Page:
Hannah Cooper is the Rollins Chair of Substance Use Disorders Research at the Emory University Rollins School of Public Health, where she is Vice Chair in the Department of Behavioral Sciences and Health Education. Dr. Cooper co-directs of Prevention Science Core at the Emory Center for AIDS Research. The focus of Cooper’s research is on social determinants of substance use disorders and related harms. She received a BA from Yale University (1993) and an SM (1998) and ScD (2003) from the Harvard School of Public Health. She completed a NIDA-funded postdoctoral fellowship at the National Development and Research Institute.
Carl Hart is the Chair of the Department of Psychology at Columbia University. He is also the Ziff Professor of Psychology in the Departments of Psychology and Psychiatry. Prof. Hart has published extensively in the area of neuropsychopharmacology. He is the author of the award-winning book, High Price: A Neuroscientist’s Journey of Self-Discovery That Challenges Everything You Know About Drugs and Society. He is also co-author of the textbook Drugs, Society and Human Behavior (with Charles Ksir). Hart received a BS and MS from the University of Maryland, and a PhD in neuroscience from the University of Wyoming (1996). He completed postdoctoral work at UCSF, Yale and Columbia.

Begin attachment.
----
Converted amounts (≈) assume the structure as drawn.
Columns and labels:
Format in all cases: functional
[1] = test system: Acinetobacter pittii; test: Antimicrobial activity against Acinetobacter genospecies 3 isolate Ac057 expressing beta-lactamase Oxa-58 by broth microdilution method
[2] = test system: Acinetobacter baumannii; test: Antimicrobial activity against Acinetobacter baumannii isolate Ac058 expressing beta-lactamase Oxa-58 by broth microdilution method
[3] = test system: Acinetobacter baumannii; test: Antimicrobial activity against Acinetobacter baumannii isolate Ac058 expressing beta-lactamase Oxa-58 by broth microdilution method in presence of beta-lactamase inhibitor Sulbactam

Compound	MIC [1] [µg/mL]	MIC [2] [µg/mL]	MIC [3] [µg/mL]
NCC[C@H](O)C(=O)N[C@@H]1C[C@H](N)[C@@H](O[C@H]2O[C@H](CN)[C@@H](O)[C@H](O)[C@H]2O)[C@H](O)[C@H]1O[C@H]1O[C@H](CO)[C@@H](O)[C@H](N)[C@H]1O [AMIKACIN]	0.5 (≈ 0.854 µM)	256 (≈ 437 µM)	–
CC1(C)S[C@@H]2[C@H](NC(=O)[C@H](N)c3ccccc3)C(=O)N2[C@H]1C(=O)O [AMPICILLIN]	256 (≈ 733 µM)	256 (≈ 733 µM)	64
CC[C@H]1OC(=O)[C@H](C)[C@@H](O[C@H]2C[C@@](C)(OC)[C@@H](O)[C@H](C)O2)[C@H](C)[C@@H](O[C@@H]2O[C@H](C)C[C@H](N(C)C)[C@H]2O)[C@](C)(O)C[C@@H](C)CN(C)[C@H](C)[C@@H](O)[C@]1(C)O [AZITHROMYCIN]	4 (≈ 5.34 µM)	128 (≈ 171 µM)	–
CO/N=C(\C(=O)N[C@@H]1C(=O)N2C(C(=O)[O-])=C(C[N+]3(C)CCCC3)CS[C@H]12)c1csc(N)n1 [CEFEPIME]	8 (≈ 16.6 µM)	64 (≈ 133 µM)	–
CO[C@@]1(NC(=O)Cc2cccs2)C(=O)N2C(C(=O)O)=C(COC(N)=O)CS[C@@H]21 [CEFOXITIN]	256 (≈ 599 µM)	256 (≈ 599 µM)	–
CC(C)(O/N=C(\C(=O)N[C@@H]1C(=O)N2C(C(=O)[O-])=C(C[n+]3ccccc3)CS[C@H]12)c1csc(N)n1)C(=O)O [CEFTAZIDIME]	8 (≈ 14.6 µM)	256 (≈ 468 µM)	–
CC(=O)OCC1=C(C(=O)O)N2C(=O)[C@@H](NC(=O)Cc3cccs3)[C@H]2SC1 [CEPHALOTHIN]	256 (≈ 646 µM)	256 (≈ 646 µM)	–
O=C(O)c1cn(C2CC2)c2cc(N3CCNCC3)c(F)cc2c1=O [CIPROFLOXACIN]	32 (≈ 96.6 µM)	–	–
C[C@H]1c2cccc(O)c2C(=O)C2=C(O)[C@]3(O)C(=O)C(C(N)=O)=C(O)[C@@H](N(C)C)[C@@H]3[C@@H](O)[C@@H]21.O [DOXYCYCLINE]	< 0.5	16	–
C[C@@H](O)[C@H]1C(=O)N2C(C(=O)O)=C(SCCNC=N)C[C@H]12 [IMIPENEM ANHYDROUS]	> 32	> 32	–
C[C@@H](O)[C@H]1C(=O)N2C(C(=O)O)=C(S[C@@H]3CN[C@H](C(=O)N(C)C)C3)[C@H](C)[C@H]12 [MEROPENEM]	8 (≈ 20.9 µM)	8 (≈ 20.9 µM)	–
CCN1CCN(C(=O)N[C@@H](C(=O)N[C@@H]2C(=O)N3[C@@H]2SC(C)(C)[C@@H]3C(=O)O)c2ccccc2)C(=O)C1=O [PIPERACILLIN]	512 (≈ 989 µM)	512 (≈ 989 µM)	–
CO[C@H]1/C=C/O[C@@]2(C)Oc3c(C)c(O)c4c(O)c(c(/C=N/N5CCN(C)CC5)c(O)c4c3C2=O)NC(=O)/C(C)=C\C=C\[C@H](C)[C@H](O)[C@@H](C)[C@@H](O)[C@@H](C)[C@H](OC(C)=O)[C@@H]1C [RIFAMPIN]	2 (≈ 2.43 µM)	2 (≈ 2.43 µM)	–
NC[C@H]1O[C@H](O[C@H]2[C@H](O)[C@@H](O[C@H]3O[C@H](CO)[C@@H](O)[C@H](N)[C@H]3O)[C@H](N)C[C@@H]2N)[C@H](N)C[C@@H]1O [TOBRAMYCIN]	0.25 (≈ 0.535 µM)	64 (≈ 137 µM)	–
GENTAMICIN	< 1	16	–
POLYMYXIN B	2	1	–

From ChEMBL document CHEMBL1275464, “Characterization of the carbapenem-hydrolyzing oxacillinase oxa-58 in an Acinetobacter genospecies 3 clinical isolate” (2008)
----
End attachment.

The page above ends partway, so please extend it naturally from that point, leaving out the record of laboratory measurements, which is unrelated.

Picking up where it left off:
Lindsey Richardson is an Assistant Professor of Sociology at the University of British Columbia and a Research Scientist, British Columbia Centre on Substance Use. She is a medical sociologist who specializes in socio-economic determinants of health among people who use illicit drugs and other vulnerable and marginalized populations. Her mixed-methods research links observational, intervention and research participation studies in efforts to critically increase understandings of the determinants and health consequences of socio-economic (in)security. Richardson received a BA from the University of British Columbia (2001) and an M.Phil (2008) and D.Phil (2012) from the University of Oxford. Her postdoctoral work was supported by the Canadian Institutes of Health Research.